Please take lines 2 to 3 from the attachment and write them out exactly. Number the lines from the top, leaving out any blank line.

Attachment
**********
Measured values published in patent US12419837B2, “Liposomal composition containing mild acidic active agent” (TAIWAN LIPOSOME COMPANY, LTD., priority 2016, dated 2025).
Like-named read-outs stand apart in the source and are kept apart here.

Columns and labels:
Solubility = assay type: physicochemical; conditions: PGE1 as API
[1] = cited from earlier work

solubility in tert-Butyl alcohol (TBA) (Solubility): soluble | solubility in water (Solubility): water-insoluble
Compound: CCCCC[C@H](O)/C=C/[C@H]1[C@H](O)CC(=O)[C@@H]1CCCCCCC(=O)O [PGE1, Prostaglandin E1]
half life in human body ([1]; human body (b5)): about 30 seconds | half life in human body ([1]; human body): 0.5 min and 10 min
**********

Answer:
Like-named read-outs stand apart in the source and are kept apart here.

Columns and labels: